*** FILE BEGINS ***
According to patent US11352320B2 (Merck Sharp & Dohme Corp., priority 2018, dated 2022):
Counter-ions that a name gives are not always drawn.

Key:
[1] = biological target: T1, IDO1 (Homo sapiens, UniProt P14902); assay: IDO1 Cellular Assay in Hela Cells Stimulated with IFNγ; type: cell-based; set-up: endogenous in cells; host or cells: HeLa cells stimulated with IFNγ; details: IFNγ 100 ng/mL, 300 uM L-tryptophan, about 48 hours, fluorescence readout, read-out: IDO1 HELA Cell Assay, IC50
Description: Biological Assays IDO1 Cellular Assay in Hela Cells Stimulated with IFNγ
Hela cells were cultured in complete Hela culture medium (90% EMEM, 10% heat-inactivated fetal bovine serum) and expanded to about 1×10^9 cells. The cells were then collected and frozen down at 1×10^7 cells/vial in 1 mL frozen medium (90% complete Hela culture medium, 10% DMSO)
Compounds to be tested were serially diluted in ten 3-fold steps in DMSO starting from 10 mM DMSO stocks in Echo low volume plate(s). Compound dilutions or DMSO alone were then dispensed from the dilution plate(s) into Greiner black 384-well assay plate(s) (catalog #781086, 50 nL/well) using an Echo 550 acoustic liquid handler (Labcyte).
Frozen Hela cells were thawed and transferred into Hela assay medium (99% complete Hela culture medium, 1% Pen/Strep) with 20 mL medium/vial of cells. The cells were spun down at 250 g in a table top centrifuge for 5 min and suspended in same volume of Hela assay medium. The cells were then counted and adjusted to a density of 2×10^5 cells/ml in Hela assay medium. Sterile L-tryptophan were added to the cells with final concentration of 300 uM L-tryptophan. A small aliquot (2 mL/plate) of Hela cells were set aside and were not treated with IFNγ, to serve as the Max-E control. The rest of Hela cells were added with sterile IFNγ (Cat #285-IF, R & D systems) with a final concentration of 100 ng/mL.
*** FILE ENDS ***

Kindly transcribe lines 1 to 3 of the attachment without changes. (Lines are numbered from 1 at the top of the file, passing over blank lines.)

According to patent US11352320B2 (Merck Sharp & Dohme Corp., priority 2018, dated 2022):
Counter-ions that a name gives are not always drawn.

Key: